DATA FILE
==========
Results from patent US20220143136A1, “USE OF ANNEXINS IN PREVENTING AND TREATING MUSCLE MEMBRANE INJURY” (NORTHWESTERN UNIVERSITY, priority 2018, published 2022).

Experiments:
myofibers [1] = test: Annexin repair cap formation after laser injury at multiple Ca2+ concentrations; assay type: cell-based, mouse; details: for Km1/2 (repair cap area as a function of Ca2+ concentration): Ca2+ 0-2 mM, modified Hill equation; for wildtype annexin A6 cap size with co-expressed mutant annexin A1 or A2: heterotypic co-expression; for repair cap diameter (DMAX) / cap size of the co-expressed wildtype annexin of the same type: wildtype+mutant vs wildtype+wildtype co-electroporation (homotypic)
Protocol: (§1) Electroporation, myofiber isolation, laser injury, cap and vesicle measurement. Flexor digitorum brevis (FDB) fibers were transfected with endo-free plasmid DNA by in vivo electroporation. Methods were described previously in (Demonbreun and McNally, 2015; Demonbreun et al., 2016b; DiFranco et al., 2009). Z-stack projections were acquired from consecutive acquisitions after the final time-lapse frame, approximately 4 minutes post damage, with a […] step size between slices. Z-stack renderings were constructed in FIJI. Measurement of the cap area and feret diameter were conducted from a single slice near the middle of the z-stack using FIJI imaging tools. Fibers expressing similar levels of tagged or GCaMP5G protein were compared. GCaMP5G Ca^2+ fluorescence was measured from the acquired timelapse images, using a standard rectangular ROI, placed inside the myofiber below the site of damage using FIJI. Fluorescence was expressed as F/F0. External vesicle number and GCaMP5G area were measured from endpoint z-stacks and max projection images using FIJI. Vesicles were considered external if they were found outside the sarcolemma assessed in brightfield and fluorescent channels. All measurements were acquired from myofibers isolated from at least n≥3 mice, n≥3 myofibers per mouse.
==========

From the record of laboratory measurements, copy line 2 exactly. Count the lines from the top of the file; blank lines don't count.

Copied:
Experiments: